What are lab reports? It is your initiation to communicating science. Lab report outlines resemble the format of peer-reviewed journal articles, with the latter being the foundation of scientific expertise. Therefore, your laboratory report must communicate your research distinctly and systematically. You should do your best for the reader to follow your logic, replicate your experiment, and comprehend your results. Moreover, they should be able to see how these results and their ramifications fit into the broader context of your area of expertise.
Sounds pretty complicated, doesn’t it? If so, then keep in mind that you can always get professional help. Otherwise, read through the following comprehensive guide and find out all the disaggregated step-by-step instructions on how to write a lab report on your own.
This style of report usually includes four main sections: Introduction, Methods, Results, and Discussion. To simplify terms referring to a lab report structure, they are sometimes called “IMRAD,” and it’s closely aligned with the scientific method. However, if you need to know how to structure a lab report from scratch, then include the following parts:
So now, once we figured out the lab report layout typical components, let’s proceed to learn how to write lab report step by step. Below, we will focus on crafting the main parts in detail.
Why did you decide to carry out this research?
About 20% of the total.
Employ the present tense to denote instituted knowledge. However, if you need to refer to particular studies or to what you performed, employ the past tense.
How to start a lab report? Well, to make the long story short, the introduction puts your research in a specific context. In it, you should determine the framework of your study, explain the main terms and concepts, and describe the existing state of knowledge. Moreover, you should specify inconsistencies or gaps that have led you to the research, sum up what you performed, and declare your predictions and hypotheses.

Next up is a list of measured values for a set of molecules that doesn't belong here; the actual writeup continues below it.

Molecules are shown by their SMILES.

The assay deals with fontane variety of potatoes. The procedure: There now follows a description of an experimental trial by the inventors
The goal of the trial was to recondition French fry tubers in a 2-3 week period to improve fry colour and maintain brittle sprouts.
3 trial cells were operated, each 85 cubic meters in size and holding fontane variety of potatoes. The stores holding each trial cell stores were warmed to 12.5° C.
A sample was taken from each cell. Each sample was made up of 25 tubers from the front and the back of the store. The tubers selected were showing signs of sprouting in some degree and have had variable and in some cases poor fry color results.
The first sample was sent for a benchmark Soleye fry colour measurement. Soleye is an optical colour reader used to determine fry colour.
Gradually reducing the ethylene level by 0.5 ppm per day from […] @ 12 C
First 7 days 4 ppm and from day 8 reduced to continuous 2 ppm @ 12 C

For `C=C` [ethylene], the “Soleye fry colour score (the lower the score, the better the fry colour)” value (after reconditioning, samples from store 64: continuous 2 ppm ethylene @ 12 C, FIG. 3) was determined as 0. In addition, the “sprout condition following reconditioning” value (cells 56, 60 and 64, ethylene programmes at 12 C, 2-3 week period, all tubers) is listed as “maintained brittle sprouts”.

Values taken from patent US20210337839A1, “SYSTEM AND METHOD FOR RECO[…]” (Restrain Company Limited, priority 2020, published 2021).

Start off your laboratory report outline with an introduction containing the all-encompassing concepts and consistently narrow them down to your particular study. Then, when writing a lab report, stick to the appropriate sentence and paragraph style. Finally, remember that every paragraph should transition logically to the next one.
Specify your research’s framework, ensuring it is neither too general nor too confined. Check out laboratory report samples and revise available published projects on your subject for opinions, concepts, and scope ranges.
Explain key terms used in your lab report writing – you must provide terms’ definitions before you mention them. Do not forget that terms may vary depending on the study.
Represent a general yet concise overview of today’s status of knowledge in your thematic area. Do not overwrite it but be sure to introduce the most appropriate projects for your experiment. That should also gradually lead the reader to the significance of your study.
Disclose why your experiment is important – are you striving to fill a gap in the current research? Figuring out conflicting results? Exploring a new area of study? Specify what contribution your project will make to the current research.
What did you assume to find? What was the ground of your assumption? Clarify your hypothesis, anticipation, and justification. Cite relevant research to certify your rationale and foster your hypothesis and anticipation.
Describe briefly how you tested your assumption. However, neither your methods nor any results details should be mentioned here. This part shouldn’t take more than a few sentences.
How did you carry out this study?
About 15% of the total.
Constantly use the past tense while concluding the methods of your experiment.
This section of a lab reports layout is meant to specify sufficient detail of the methodology you used. It is required for a reader in case they would like to reiterate your project and reproduce your results. Many students struggle with how to make a lab report methods section since they are to balance between providing enough information and avoiding superfluous details. Therefore, we advise you to answer the following test question from time to time while writing, “Does someone really need this detail to repeat this study?”
Do not write this part as step-by-step instructions; instead, deliver a succinct summary of what you performed. You should also remember to refrain from referring to other research in this section, i.e., no citations either.